idea of a personal relationship. Malpractice insurance soared, as
poor practices and outcomes resulted. But this only made doctors
and patients formally distrust one another, and an adversarial element
of suspicion and distrust followed. Patients did not trust these generic
decisions, and doctors did not trust patients who would sue them
for errors that resulted partly from the breakdown of communication
and personal commitment of the doctor for his patient and partly
from the compromise of quality of care that genericization caused.

I remember one of the very first weekends I shared call with some
physicians in my family practice years. As I said, just because I
took the responsibility seriously did not mean that other doctors
would. I had a patient develop chest pain after helping his brother
pick up a boat. His complaint was that his heart raced really
badly when he tried to lay down, but he felt ok as long as he
was sitting up. The on call family doctor had office hours on
Saturday when on call, which was our agreement for the group,
and he did ‘see’ the patient that Saturday. But, he did not listen
to his heart, although to the patient, that was what was worrying
him about how he was feeling, and he got a prescription for
Tagamet and was told to call me that Monday, which he did. I
saw him right away. He was a stoic 245 lb 5’11” husband of
one of my other patients. When I had him lie supine, his pulse
went up to 135 and he developed a Grade 4 systolic murmur.
I sent him straight to the ER where a cardiologist I knew well
and had called, saw him 20 minutes later. He had a papillary
muscle that was ischemic. He had a bypass the next day
and by Wednesday, he was recovering. But I was still upset
with the call-share physician, who had treated my patient like
he was a nuisance, and who had not done a proper exam and
who had put him on the Tagamet to say he did something,
but who really had done a very sloppy type of medicine and
was hiding in the gray zone of ‘no one could have known’ to
explain why he did not even examine my patient properly
and showed such attitude in a situation where medical
judgment should have nothing to do with whose patient it was
and the choice of care chosen, hospitalization hassle versus
let me do it if he has to go in next week. Not my job…..not
my patient. See? Generic patients are objects, not people
and friends, and this divorce of caring about the patient began
to become the norm. This not caring what happens to them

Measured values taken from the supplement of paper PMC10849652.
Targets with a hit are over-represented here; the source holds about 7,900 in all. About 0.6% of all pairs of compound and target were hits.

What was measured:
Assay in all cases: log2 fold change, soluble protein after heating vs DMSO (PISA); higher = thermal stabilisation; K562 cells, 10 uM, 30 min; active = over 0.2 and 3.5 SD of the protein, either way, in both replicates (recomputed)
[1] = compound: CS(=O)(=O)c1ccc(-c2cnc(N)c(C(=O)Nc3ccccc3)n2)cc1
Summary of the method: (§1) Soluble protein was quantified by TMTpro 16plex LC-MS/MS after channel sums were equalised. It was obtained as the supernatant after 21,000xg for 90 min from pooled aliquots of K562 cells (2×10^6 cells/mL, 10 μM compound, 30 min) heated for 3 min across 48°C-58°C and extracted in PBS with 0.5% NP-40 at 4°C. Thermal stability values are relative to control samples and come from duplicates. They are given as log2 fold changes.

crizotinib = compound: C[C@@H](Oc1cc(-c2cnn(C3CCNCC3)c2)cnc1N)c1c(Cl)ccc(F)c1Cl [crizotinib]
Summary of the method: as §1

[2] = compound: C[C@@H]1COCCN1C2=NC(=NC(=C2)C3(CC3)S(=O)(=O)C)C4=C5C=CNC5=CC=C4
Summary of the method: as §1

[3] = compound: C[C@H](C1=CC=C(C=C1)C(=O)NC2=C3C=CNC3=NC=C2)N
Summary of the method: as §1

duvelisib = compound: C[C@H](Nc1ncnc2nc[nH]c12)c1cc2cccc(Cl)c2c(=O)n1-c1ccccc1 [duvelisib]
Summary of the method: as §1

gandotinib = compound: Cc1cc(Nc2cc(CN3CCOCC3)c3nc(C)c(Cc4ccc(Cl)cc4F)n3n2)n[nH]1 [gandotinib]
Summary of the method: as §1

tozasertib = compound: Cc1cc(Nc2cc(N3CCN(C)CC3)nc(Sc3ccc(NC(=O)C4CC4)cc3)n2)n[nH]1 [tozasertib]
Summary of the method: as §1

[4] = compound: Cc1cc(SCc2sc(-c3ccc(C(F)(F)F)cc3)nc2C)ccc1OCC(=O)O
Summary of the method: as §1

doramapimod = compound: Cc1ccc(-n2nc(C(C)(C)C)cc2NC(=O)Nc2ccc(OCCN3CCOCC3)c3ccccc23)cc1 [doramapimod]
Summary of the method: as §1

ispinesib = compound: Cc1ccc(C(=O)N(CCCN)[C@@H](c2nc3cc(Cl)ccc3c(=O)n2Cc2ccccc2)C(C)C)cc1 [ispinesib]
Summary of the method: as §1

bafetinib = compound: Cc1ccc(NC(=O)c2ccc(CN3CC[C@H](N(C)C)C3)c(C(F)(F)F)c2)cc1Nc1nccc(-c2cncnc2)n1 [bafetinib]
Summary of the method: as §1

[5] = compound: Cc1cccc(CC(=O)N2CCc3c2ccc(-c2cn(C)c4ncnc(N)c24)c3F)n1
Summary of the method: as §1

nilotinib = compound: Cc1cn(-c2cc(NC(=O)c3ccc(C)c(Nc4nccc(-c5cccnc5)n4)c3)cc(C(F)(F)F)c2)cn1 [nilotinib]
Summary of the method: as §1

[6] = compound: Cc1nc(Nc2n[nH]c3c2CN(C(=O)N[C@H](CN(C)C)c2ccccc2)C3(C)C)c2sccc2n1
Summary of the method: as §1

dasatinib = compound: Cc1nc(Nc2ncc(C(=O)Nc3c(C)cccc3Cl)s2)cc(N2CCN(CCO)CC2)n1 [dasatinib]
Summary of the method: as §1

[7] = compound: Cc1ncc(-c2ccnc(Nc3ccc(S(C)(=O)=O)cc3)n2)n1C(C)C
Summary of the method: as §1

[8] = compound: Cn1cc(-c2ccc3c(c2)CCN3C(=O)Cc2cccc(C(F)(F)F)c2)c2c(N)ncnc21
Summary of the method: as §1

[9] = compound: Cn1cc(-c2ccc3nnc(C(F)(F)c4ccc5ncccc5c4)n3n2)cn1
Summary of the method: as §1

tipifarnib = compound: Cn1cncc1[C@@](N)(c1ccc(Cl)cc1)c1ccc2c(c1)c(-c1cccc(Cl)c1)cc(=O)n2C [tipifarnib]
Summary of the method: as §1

next in the system as long as we have done enough to not
get sued, instead of commitment to do your best for your patients.
But with that also came a breakdown of trust of doctors in
general, and the discretionary elements became defined as
abortion clinics replaced discrete solutions, urgent cares
replaced doctors always being available to their patients, and
the profession of ‘being a doctor and being who you are 24/7
was replaced by being a doctor only when you are on call, and
being allowed to become anonymous and physician duty free
part of the time. So as physicians entered with this ‘job’
mindset instead of a ‘I am who I am and I am me 24/7 and
only I can take care of MY patients, quality of care and practice
suffered and the beginning of this erosion of the actual doctor
patient relationship began.

With these people now having intruded upon our power and relationship
via more and more depersonalization and disempowerment of the
people who are actually living through the experiences, no wonder
we are all confused. These barriers between us have become
a maze where once only open trust and real human interaction
were found. But that kernel of the relationship remains, and in
some of us, that personal commitment of an educated human
being helping another trusting each other in the process has
been replaced with a role game with rules and penalties and
distrust all directions, where there was once transparency
and trust and professionalism and commitment to one another.

This is the loss that we are all lamenting, because if we are
forced to snitch on our patients and remove their rights under
the Constitution in the process, not only have our rights been
taken, but we have become the systems pawns, and we
have lost all resemblance to a true profession, whose
strength WAS the trust of patients and doctors. Without
that, medicine becomes a hollow maze of choices, none
designed or chosen by the patients, but beautifully formatted
like a good fast food menu.

Goddess help us all. What a perfect mess!

Carlisle Holland, DO

AMA resolution on pursuing MOC OCC and MOL

Introduced by: Subject:
Referred to:
Resolution: 3 (A-11)
Joshua Cohen MD, MPH, Kelly Caverzagie MD, Noel Deep MD, Annette Matthews MD, Liana Puscas MD, Stephanie Stanton MD
Public Reporting of Individual Physician Performance Data Collected During Maintenance of Certification (MOC), Osteopathic Continuous Certification (OCC) and Maintenance of Licensure (MOL)
AMA-YPS Reference Committee Continue reading